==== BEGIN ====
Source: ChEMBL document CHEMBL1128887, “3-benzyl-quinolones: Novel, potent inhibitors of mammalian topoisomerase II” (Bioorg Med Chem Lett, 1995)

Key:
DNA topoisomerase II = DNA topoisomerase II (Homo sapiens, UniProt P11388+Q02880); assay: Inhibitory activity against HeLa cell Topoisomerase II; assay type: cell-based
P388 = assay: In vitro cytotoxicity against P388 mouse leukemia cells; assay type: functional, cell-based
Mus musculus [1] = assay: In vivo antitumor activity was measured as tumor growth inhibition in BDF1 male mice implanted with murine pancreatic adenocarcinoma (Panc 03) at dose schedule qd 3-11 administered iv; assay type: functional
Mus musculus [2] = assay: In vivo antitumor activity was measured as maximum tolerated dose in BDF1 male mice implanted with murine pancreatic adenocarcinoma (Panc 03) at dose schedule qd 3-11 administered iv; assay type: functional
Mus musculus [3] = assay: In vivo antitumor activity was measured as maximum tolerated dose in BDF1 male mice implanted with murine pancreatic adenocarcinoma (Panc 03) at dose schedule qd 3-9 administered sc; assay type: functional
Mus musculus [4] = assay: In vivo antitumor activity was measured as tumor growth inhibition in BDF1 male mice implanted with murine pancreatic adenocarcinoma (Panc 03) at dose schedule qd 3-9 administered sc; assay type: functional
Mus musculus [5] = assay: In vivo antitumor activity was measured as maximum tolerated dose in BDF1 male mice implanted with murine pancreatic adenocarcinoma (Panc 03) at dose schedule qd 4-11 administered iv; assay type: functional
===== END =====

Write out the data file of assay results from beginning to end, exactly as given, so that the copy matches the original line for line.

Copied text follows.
Source: ChEMBL document CHEMBL1128887, “3-benzyl-quinolones: Novel, potent inhibitors of mammalian topoisomerase II” (Bioorg Med Chem Lett, 1995)

Key:
DNA topoisomerase II = DNA topoisomerase II (Homo sapiens, UniProt P11388+Q02880); assay: Inhibitory activity against HeLa cell Topoisomerase II; assay type: cell-based
P388 = assay: In vitro cytotoxicity against P388 mouse leukemia cells; assay type: functional, cell-based
Mus musculus [1] = assay: In vivo antitumor activity was measured as tumor growth inhibition in BDF1 male mice implanted with murine pancreatic adenocarcinoma (Panc 03) at dose schedule qd 3-11 administered iv; assay type: functional
Mus musculus [2] = assay: In vivo antitumor activity was measured as maximum tolerated dose in BDF1 male mice implanted with murine pancreatic adenocarcinoma (Panc 03) at dose schedule qd 3-11 administered iv; assay type: functional
Mus musculus [3] = assay: In vivo antitumor activity was measured as maximum tolerated dose in BDF1 male mice implanted with murine pancreatic adenocarcinoma (Panc 03) at dose schedule qd 3-9 administered sc; assay type: functional
Mus musculus [4] = assay: In vivo antitumor activity was measured as tumor growth inhibition in BDF1 male mice implanted with murine pancreatic adenocarcinoma (Panc 03) at dose schedule qd 3-9 administered sc; assay type: functional
Mus musculus [5] = assay: In vivo antitumor activity was measured as maximum tolerated dose in BDF1 male mice implanted with murine pancreatic adenocarcinoma (Panc 03) at dose schedule qd 4-11 administered iv; assay type: functional